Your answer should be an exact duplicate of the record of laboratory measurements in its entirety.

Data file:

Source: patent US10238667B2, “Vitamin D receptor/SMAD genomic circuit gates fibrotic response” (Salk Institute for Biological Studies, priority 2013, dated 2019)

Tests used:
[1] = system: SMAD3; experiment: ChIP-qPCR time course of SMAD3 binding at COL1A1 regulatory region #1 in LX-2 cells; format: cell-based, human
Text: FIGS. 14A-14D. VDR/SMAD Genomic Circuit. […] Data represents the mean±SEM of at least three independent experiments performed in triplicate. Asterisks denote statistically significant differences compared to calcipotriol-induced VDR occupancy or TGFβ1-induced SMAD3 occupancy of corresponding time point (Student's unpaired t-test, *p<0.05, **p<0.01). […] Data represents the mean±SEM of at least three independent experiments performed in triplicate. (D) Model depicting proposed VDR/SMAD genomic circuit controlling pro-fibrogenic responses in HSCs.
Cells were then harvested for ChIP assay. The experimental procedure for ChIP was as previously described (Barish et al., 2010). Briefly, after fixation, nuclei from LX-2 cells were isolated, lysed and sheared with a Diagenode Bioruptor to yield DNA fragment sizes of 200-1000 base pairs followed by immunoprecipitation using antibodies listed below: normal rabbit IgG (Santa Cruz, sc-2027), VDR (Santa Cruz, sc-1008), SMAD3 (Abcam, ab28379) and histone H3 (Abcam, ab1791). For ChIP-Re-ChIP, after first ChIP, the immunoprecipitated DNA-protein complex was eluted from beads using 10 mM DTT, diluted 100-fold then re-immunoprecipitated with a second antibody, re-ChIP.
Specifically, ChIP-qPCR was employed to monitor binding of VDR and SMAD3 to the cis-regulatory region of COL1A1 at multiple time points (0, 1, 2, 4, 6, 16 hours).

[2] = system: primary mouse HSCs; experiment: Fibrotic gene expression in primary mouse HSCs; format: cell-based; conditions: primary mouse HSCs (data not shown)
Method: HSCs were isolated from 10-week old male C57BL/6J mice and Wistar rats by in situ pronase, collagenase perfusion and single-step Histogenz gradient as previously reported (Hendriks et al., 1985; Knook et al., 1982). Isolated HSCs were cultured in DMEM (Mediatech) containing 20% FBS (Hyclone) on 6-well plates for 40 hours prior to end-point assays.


Source: patent US10238667B2, “Vitamin D receptor/SMAD genomic circuit gates fibrotic response” (Salk Institute for Biological Studies, priority 2013, dated 2019)

Tests used:
[1] = system: SMAD3; experiment: ChIP-qPCR time course of SMAD3 binding at COL1A1 regulatory region #1 in LX-2 cells; format: cell-based, human
Text: FIGS. 14A-14D. VDR/SMAD Genomic Circuit. […] Data represents the mean±SEM of at least three independent experiments performed in triplicate. Asterisks denote statistically significant differences compared to calcipotriol-induced VDR occupancy or TGFβ1-induced SMAD3 occupancy of corresponding time point (Student's unpaired t-test, *p<0.05, **p<0.01). […] Data represents the mean±SEM of at least three independent experiments performed in triplicate. (D) Model depicting proposed VDR/SMAD genomic circuit controlling pro-fibrogenic responses in HSCs.
Cells were then harvested for ChIP assay. The experimental procedure for ChIP was as previously described (Barish et al., 2010). Briefly, after fixation, nuclei from LX-2 cells were isolated, lysed and sheared with a Diagenode Bioruptor to yield DNA fragment sizes of 200-1000 base pairs followed by immunoprecipitation using antibodies listed below: normal rabbit IgG (Santa Cruz, sc-2027), VDR (Santa Cruz, sc-1008), SMAD3 (Abcam, ab28379) and histone H3 (Abcam, ab1791). For ChIP-Re-ChIP, after first ChIP, the immunoprecipitated DNA-protein complex was eluted from beads using 10 mM DTT, diluted 100-fold then re-immunoprecipitated with a second antibody, re-ChIP.
Specifically, ChIP-qPCR was employed to monitor binding of VDR and SMAD3 to the cis-regulatory region of COL1A1 at multiple time points (0, 1, 2, 4, 6, 16 hours).

[2] = system: primary mouse HSCs; experiment: Fibrotic gene expression in primary mouse HSCs; format: cell-based; conditions: primary mouse HSCs (data not shown)
Method: HSCs were isolated from 10-week old male C57BL/6J mice and Wistar rats by in situ pronase, collagenase perfusion and single-step Histogenz gradient as previously reported (Hendriks et al., 1985; Knook et al., 1982). Isolated HSCs were cultured in DMEM (Mediatech) containing 20% FBS (Hyclone) on 6-well plates for 40 hours prior to end-point assays.